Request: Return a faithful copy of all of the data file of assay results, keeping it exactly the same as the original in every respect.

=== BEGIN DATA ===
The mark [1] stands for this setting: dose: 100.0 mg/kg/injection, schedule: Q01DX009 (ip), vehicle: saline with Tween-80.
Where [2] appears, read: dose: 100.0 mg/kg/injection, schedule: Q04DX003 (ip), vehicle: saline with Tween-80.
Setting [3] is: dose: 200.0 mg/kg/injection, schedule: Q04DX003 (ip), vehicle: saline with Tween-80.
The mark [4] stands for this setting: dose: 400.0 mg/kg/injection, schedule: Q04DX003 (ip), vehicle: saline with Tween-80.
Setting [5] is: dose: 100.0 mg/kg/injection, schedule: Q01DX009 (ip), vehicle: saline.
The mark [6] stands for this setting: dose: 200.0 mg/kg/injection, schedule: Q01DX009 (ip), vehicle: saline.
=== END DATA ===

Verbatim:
The mark [1] stands for this setting: dose: 100.0 mg/kg/injection, schedule: Q01DX009 (ip), vehicle: saline with Tween-80.
Where [2] appears, read: dose: 100.0 mg/kg/injection, schedule: Q04DX003 (ip), vehicle: saline with Tween-80.
Setting [3] is: dose: 200.0 mg/kg/injection, schedule: Q04DX003 (ip), vehicle: saline with Tween-80.
The mark [4] stands for this setting: dose: 400.0 mg/kg/injection, schedule: Q04DX003 (ip), vehicle: saline with Tween-80.
Setting [5] is: dose: 100.0 mg/kg/injection, schedule: Q01DX009 (ip), vehicle: saline.
The mark [6] stands for this setting: dose: 200.0 mg/kg/injection, schedule: Q01DX009 (ip), vehicle: saline.